Sand animation is an art form that combines certain elements of traditional animation and performance art to tell a story or create a series of scenes through the use of sand. This is typically done by placing sand onto a surface and shining light through it to project an image of the sand onto a screen. The artist can then manipulate the sand on the surface in a number of different ways, and the silhouettes created by the sand make images on the projected surface. Sand animation is often used along with music to tell a story that unfolds as the images formed by the sand are shaped and changed by the artist.
As a basic concept, sand animation brings together a few different forms of art in a single performance. In many ways, this type of work is similar to performance art in which the artist himself or herself is a central component to the work being viewed. Sand animation often utilizes a clear surface through which light is shone and projected onto a screen, much like an overhead projector used in presentations or classrooms. The term "animation" is appropriate since the shapes created by the artist change over the course of a performance and over several minutes a story can be told through a series of images.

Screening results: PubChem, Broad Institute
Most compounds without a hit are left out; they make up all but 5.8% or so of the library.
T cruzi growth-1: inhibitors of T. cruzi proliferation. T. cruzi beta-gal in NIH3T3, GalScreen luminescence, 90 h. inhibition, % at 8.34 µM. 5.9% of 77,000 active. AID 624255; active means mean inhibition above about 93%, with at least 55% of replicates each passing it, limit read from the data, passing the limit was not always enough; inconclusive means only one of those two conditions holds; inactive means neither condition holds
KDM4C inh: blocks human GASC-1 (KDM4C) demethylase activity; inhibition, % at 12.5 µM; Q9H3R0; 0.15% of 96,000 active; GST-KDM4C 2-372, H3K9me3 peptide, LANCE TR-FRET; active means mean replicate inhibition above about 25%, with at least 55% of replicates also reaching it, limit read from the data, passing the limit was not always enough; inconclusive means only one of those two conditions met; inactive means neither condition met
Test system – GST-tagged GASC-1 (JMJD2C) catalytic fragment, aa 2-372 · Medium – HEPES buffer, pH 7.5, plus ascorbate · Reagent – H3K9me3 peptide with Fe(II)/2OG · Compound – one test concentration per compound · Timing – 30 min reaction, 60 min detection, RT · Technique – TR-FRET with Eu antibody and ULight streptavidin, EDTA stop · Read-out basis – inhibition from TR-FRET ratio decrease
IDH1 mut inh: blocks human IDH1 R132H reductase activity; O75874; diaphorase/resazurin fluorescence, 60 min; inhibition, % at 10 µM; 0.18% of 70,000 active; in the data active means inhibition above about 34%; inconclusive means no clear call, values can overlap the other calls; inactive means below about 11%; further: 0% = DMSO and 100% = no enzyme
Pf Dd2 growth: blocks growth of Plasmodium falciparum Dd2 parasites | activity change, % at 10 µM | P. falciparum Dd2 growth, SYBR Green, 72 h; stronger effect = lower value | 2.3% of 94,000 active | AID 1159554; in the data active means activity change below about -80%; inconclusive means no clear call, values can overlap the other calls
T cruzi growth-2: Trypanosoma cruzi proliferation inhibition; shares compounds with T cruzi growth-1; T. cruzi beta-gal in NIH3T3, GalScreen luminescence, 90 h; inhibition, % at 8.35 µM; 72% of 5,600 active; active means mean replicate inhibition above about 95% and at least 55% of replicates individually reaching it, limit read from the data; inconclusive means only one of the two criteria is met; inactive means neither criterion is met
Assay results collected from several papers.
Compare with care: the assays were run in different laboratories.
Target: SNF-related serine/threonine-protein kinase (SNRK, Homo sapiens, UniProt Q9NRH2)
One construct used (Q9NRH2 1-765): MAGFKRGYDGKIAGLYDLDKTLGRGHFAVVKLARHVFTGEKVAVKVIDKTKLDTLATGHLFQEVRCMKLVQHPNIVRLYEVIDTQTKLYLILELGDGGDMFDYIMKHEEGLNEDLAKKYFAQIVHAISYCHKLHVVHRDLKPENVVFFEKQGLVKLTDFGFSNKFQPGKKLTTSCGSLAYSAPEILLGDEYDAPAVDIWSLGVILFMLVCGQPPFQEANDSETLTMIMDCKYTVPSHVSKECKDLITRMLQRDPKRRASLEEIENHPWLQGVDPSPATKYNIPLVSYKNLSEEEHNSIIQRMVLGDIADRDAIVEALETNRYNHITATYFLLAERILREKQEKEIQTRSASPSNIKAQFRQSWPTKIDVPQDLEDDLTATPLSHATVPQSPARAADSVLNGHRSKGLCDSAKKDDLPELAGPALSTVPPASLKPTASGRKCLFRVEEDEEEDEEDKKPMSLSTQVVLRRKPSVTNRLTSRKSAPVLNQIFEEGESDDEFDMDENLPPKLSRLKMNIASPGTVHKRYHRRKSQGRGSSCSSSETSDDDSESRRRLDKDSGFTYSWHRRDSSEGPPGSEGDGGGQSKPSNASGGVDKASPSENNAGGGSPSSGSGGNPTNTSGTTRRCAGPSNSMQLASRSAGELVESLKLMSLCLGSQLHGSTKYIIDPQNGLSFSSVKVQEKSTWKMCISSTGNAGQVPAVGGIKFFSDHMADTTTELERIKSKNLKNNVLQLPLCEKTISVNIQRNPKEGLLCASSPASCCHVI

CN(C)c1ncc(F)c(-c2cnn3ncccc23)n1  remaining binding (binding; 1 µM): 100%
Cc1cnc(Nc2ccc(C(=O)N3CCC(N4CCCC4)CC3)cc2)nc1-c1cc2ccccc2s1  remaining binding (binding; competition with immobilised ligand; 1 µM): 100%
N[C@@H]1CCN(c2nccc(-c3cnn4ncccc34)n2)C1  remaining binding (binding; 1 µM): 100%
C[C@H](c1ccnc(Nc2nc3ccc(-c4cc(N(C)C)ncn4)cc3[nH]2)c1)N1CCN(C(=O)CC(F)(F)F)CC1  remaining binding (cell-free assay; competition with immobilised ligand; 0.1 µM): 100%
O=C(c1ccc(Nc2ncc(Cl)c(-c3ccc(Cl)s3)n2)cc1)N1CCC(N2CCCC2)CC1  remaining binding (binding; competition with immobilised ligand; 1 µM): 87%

Music is often used as accompaniment in sand animation, rather than narration by the artist. Different songs can be used during a single performance, and each song is typically chosen by an artist to enhance the emotional content and tone of a particular moment. While artists can improvise and create new scenes at will, the entire sand animation presentation is typically conceived ahead of time. This allows an artist to tell a definite story during a performance, as one scene moves into another.
The progression of images is an integral element to sand animation and the way in which one scene changes into the next is just as important as the content itself. One moment, the sand on the surface might make a silhouette that resembles children playing in a field, and through a few movements of the artist's hands those forms might become tombstones in a graveyard. The transition from one image to the next creates juxtaposition that the artist can use to enhance each scene and make a more powerful statement. These performances seem to take on a secondary life, as the audience watching the sand animation "fills in" the moments between images to interact with the work and create personal meaning.